Members from the Tampa Bay chapter of Students for a Democratic Society aren’t backing down from their call that USF President Judy Genshaft change the name of C.W. Bill Young Hall.
Activists want the late Pinellas County congressman’s name removed from the building that houses the USF ROTC program over Young’s involvement with the Johns Committee in the early 1960s.
The group worked to identify gay students and faculty on the USF campus and other public universities in Florida. In 1964 it published the “Purple Pamphlet,” a book that explained the dangers of homosexuality, calling it “the most insidious crime of all” while defining it as “a sin or a sickness.”
USF officials had already said that they have no intention of changing the name, but Provost Ralph Wilcox did meet with members of the USF Chapter for Students for a Democratic Society (SDS) on Wednesday. Wilcox repeated that the university has no intention of changing the name of the ROTC building that was named for Young in 2007.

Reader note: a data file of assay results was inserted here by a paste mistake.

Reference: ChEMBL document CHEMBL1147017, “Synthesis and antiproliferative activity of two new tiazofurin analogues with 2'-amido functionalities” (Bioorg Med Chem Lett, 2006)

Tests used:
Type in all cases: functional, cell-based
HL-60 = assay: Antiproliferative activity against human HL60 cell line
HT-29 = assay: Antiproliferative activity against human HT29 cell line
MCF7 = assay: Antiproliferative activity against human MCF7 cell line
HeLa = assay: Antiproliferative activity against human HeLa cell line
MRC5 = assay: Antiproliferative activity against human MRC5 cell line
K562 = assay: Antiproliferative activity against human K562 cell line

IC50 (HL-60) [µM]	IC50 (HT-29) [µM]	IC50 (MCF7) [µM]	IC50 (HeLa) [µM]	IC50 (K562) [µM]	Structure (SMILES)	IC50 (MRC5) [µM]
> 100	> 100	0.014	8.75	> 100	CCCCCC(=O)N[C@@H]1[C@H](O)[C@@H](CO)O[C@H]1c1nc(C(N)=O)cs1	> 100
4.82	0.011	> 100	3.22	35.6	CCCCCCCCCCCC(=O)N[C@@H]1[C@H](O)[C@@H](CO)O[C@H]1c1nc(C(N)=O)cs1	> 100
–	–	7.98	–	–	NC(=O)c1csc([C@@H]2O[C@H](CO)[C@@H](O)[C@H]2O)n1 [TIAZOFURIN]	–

“That’s not going to stop our campaign,” says SDS member Matt Schott, a senior majoring in history on the North Tampa campus.
Schott calls university officials “ahistorical,” saying they want to divorce the actions of the past from today.
“They want to focus on the positive contributions of C.W Bill Young instead of taking a holistic and complete approach regarding all his actions,” Schott says, such as all the federal money that he helped bring to the university.
Scott says that while Young may have done both positive and negative things during his life, he and his cohorts consider this involvement with the Johns Committee to be “so reprehensible, that it’s enough for us.”
The petition on the website Change.org, calling for Young’s name to be removed from the building says, “For a university that serves innumerable LGBTQ students, staff and faculty, the name of this building is not only inappropriate, it’s reprehensible.”
Young’s widow Beverly told Bay News 9 last week that, “That was back in the early 1960s. I never once heard him talk about that committee. It’s probably something he was just appointed to. It is hurtful to see his name being dragged through the mud by people who don’t know anything about him.”
Schott said of his group’s efforts, “We have no intention on slowing down, and we’re going to continue to collect signatures on our petition.” He added that the group will also organize protests on campus about the issue.